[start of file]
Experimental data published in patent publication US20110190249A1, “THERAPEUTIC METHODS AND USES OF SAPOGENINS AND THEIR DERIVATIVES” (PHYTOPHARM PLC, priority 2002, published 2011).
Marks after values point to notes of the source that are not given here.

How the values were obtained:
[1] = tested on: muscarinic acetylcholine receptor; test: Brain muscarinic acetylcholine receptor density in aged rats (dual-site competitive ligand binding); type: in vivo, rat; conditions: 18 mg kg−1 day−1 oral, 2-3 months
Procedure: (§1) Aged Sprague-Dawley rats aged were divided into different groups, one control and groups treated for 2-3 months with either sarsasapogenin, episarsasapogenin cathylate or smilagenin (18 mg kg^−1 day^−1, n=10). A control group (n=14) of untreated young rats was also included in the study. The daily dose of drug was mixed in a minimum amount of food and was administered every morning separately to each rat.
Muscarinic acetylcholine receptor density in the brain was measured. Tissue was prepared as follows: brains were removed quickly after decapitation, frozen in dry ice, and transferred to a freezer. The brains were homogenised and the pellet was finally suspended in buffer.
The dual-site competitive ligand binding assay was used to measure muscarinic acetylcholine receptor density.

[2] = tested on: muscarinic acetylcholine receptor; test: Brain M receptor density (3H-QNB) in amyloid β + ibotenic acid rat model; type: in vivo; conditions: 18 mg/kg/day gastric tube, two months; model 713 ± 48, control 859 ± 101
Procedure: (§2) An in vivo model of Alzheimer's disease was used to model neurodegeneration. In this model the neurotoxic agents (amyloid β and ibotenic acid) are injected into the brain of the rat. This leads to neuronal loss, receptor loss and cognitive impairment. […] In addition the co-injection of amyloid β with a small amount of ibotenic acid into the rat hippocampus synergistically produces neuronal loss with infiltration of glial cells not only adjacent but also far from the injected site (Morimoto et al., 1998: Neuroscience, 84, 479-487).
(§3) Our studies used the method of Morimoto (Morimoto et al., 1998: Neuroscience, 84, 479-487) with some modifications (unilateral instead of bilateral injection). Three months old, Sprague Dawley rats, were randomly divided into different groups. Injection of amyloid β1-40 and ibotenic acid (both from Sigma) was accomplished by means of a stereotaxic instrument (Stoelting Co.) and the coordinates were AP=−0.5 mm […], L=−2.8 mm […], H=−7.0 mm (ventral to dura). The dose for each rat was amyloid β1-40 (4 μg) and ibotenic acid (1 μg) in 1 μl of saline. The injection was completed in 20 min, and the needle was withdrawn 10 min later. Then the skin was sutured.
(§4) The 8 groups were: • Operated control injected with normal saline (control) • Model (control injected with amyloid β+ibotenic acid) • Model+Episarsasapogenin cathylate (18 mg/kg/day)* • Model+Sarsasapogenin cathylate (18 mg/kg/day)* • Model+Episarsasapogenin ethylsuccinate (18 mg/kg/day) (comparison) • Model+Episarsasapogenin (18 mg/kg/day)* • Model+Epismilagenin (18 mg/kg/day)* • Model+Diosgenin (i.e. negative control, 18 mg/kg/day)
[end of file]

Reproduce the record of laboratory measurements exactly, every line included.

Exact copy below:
Experimental data published in patent publication US20110190249A1, “THERAPEUTIC METHODS AND USES OF SAPOGENINS AND THEIR DERIVATIVES” (PHYTOPHARM PLC, priority 2002, published 2011).
Marks after values point to notes of the source that are not given here.

How the values were obtained:
[1] = tested on: muscarinic acetylcholine receptor; test: Brain muscarinic acetylcholine receptor density in aged rats (dual-site competitive ligand binding); type: in vivo, rat; conditions: 18 mg kg−1 day−1 oral, 2-3 months
Procedure: (§1) Aged Sprague-Dawley rats aged were divided into different groups, one control and groups treated for 2-3 months with either sarsasapogenin, episarsasapogenin cathylate or smilagenin (18 mg kg^−1 day^−1, n=10). A control group (n=14) of untreated young rats was also included in the study. The daily dose of drug was mixed in a minimum amount of food and was administered every morning separately to each rat.
Muscarinic acetylcholine receptor density in the brain was measured. Tissue was prepared as follows: brains were removed quickly after decapitation, frozen in dry ice, and transferred to a freezer. The brains were homogenised and the pellet was finally suspended in buffer.
The dual-site competitive ligand binding assay was used to measure muscarinic acetylcholine receptor density.

[2] = tested on: muscarinic acetylcholine receptor; test: Brain M receptor density (3H-QNB) in amyloid β + ibotenic acid rat model; type: in vivo; conditions: 18 mg/kg/day gastric tube, two months; model 713 ± 48, control 859 ± 101
Procedure: (§2) An in vivo model of Alzheimer's disease was used to model neurodegeneration. In this model the neurotoxic agents (amyloid β and ibotenic acid) are injected into the brain of the rat. This leads to neuronal loss, receptor loss and cognitive impairment. […] In addition the co-injection of amyloid β with a small amount of ibotenic acid into the rat hippocampus synergistically produces neuronal loss with infiltration of glial cells not only adjacent but also far from the injected site (Morimoto et al., 1998: Neuroscience, 84, 479-487).
(§3) Our studies used the method of Morimoto (Morimoto et al., 1998: Neuroscience, 84, 479-487) with some modifications (unilateral instead of bilateral injection). Three months old, Sprague Dawley rats, were randomly divided into different groups. Injection of amyloid β1-40 and ibotenic acid (both from Sigma) was accomplished by means of a stereotaxic instrument (Stoelting Co.) and the coordinates were AP=−0.5 mm […], L=−2.8 mm […], H=−7.0 mm (ventral to dura). The dose for each rat was amyloid β1-40 (4 μg) and ibotenic acid (1 μg) in 1 μl of saline. The injection was completed in 20 min, and the needle was withdrawn 10 min later. Then the skin was sutured.
(§4) The 8 groups were: • Operated control injected with normal saline (control) • Model (control injected with amyloid β+ibotenic acid) • Model+Episarsasapogenin cathylate (18 mg/kg/day)* • Model+Sarsasapogenin cathylate (18 mg/kg/day)* • Model+Episarsasapogenin ethylsuccinate (18 mg/kg/day) (comparison) • Model+Episarsasapogenin (18 mg/kg/day)* • Model+Epismilagenin (18 mg/kg/day)* • Model+Diosgenin (i.e. negative control, 18 mg/kg/day)